two different formations: pro and against the cancellation of the ride.
The collection of signatures began…most people hoped the championship would be
cancelled and rescheduled for the next
3-4 months in Europe, supported by the same Arab sponsor of the World
Championship in Tryon.
Although the real result was, by now, compromised (because many riders had
already run at 20 km/h for most of the track while others had decided to slow down

and finished three hours later), the final decision was to start all over again at
midday…all together!
Once the real starting line was identified, the race began along the second loop of
the 160 km ride; officially, the first loop of the new 120 km ride.
When the riders were, more or less, halfway down the second loop, it started to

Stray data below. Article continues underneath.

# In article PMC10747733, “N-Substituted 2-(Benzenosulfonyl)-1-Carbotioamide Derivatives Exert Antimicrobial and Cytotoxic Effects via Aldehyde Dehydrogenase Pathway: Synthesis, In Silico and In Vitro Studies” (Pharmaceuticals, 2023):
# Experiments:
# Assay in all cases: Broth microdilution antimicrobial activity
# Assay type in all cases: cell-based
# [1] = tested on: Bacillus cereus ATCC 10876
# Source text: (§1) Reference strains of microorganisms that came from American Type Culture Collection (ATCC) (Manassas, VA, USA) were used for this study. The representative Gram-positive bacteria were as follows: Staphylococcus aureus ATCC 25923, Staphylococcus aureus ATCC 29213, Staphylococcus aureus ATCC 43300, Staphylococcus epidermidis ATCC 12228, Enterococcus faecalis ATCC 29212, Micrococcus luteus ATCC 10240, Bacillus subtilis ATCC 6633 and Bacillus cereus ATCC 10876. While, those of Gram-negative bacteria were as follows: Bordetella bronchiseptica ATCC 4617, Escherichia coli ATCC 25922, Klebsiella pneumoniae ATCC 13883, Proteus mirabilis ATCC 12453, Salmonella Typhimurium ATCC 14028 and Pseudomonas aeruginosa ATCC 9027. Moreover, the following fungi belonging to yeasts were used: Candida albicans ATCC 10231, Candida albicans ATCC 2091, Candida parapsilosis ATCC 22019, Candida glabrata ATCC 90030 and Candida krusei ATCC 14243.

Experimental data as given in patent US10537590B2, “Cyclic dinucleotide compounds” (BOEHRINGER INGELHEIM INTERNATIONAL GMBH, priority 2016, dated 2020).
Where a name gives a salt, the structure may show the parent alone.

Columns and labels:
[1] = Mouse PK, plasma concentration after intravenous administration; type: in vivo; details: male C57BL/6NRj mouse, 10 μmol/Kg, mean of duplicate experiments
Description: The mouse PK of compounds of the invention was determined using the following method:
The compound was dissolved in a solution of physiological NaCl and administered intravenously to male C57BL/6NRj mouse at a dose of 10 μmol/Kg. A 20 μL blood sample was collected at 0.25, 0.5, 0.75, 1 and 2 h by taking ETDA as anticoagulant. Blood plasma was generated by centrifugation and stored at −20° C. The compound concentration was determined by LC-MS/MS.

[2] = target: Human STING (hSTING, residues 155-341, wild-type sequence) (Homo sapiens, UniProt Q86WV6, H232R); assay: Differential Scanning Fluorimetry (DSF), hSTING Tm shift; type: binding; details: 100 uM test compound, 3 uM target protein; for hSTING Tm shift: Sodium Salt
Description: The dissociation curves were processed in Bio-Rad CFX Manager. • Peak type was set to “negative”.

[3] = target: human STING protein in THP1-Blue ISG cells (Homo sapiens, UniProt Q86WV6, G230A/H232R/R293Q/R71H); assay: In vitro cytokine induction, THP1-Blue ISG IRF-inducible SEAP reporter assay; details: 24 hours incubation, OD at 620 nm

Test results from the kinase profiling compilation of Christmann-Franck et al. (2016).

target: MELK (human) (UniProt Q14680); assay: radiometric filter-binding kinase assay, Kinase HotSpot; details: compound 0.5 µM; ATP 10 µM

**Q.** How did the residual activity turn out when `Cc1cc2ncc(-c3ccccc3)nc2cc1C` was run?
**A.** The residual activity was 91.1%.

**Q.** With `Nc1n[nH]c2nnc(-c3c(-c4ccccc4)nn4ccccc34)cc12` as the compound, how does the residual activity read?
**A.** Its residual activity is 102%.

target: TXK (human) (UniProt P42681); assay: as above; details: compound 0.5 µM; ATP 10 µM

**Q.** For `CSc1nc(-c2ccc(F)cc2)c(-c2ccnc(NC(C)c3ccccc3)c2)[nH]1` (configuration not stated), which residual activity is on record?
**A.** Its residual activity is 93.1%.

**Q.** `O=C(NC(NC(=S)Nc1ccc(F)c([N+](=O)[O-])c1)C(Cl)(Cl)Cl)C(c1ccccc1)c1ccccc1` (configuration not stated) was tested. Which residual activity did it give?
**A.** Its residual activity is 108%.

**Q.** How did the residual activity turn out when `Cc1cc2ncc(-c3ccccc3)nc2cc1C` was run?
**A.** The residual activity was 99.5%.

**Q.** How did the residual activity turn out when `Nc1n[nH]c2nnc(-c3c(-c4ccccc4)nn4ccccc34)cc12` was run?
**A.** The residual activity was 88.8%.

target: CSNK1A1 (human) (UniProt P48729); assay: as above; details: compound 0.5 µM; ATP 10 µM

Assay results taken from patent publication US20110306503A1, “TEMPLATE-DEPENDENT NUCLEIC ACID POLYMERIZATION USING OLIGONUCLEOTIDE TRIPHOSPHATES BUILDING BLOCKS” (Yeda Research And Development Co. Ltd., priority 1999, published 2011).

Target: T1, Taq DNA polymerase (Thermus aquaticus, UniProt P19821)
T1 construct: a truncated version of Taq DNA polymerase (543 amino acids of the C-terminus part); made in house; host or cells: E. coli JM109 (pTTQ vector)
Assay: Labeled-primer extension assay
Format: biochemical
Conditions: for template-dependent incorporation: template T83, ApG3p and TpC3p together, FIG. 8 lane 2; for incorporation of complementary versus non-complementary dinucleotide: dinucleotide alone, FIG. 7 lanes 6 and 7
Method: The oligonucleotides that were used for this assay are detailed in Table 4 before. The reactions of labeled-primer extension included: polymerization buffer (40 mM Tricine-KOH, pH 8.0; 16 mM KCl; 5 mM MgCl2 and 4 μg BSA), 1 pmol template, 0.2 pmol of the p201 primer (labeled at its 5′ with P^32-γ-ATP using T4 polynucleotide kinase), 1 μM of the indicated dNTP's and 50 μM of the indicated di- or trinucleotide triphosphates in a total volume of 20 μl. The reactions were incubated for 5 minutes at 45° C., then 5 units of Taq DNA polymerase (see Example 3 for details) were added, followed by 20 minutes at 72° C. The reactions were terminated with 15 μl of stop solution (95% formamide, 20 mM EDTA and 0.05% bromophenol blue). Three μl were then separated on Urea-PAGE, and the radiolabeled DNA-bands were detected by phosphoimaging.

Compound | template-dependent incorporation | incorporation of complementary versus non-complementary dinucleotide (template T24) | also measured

rain. Nothing really important compared to Florence, announced by world television
news (luckily the hurricane was losing its power and slowing down!).
As a result, the cooling area was flooded due to the not draining ground that was
brought over the previous day. The vet gate and surrounding areas got more and
more crowded with people.
Nobody respected the regulation that banned photos and videos in the trotting area.
All sort of documentation started invading the web and became viral.
Everybody was furious, there was shouting everywhere and threats and swear
words were addressed to the President of the Ground Jury, the FEI and the
organizing committee. A real revolt was taking place and the UAE led it with great
vehemence.
The riders were running their third loop but everybody wanted to stop the race led
by Spain who lost Sh. Hamdan at the first loop, followed by a competitive France
aiming at the medal.
It was time for another wet blanket…the event was cancelled! The official
announcement I personally received from the O.C., states that the event is